A Bad Week to be Bo

Double Bo

Photos from Voice of America and the White House

While most of the news these days seems to be an endless train of unrelated tittle tattle, every so often two stories coincide in a way that sheds new light on our society.  More to the point, it allows a writer such as myself to take two apparently unrelated issues and smoosh them together because they both involve someone, or something, named Bo.

Upon waking up this morning, I was greeted with the news that the trial for disgraced Chinese politician Bo Xilai, former mayor of the city of Chongquing and prominent voice within the Chinese Communist Party, had begun.  He stands accused of bribery, corruption, and abuse of power, the latter charge stemming from his alleged involvement in covering up the murder of British businessman Neil Heywood, whom Bo’s wife has already been convicted of murdering.

Apparently, Bo was quite feisty during today’s proceedings.  The BBC said that he claimed to be “coerced into making a confession and rubbished testimony from witnesses who included his wife.”  You can tell this quote is from the BBC, because it uses the word “rubbished”.  Bo also told the court, “I hope the judge will try this case fairly and justly according to the law of the country.”

Not likely, say those who believe this trial to be political in nature.  Bo Xilai was a rising star in Chinese politics, winning enormous support in his home city with a populist message that hearkened back to the early days of Chinese communism under Mao Zedong.  That likely made him a threat to the ruling establishment in Beijing, which is currently more concerned with maintaining GDP growth than staying true to Maoist ideals.

The controversy surrounding Heywood’s murder was, depending on how you look at it, either the final straw for reputation-conscious party leaders or the perfect opportunity that they had been looking for to take Bo down.  Either way, there are concerns that Bo’s trial could be less than fair.  The BBC noted that, “Foreign journalists have not been allowed in,” though there is an official microblog updating the public on the days events (provided you speak Mandarin).  This sets my mind at ease, because they say anything you read on a blog must be true.


Bo (left) and Sunny pose on the White House’s south lawn in this official photo

Bo Xilai was not the only Bo who was displaced from his high-ranking position this week.  The Obama family’s top dog also found himself no longer the center of attention when new “sister” Sunny arrived from Michigan all shiny and new.  In a news update containing no less than three exclamation points, the White House website announced the addition of a new female Portugese Water Dog puppy to the Obama ranks.  The breed was chosen because it is supposedly hypoallergenic, though Wikipedia assures me there is no such thing as a completely hypoallergenic dog and this breed simply sheds less than others. (One more Obama not quite living up to their original promises?  Oh, slam!)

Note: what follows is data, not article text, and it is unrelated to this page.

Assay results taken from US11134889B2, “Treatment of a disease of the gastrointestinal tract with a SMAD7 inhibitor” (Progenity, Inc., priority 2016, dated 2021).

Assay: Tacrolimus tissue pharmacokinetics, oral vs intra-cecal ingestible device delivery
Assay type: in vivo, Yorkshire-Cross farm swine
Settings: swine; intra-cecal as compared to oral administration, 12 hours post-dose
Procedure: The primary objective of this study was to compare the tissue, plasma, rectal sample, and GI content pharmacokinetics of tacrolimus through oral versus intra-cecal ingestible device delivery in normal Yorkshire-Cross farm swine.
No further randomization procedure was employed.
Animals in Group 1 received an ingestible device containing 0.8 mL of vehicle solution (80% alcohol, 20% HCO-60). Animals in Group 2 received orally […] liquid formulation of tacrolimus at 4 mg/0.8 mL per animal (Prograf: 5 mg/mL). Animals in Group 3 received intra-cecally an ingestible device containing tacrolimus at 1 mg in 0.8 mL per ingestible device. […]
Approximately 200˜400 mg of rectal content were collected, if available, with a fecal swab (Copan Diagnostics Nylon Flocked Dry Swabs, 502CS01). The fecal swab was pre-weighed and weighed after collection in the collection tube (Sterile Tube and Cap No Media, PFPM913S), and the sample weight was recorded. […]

Bo was once the talk of the town in Washington, D.C., a gift to the Obama family from former Senator Ted Kennedy.  Walk into any D.C. memorabilia shop, and you were sure to see Bo plush toys, books about Bo, pictures of Bo, etc.  And unlike George W. Bush’s dog Barney, who once was videotaped biting a Reuters reporter, Bo has been fairly well behaved: no murders or abuses of power to speak of for this guy.

So why is Bo being forced to surrender his top spot to little miss Sunny?  Typically, the White House blog announcement tried to put a positive spin on the situation, saying it was for Bo’s own good since he often got lonely without the company of other dogs. (Apparently, Bo is too much of a celebrity to make an appearance at the local dog park.) Normally, I wouldn’t buy such an explanation, but since it came from a blog…

And thus it was that the two “Bo”s were each brought down by scheming politicians, forced to yield to a new generation that had only their worst interests at heart.  Many years they will they spend locked away, pondering the injustice of their respective situations.  Who would have thought that two figures so unrelated in appearance and yet so closely intertwined in their convictions would have both made it into the news this week?  And who would have thought I could have written a blog post making it seem like the two stories were somehow connected?  But you know what they say about things you read on blogs: they must be true!!!

(With all those final exclamation points, I’m hoping to get promoted to official White House blogger any day now!)

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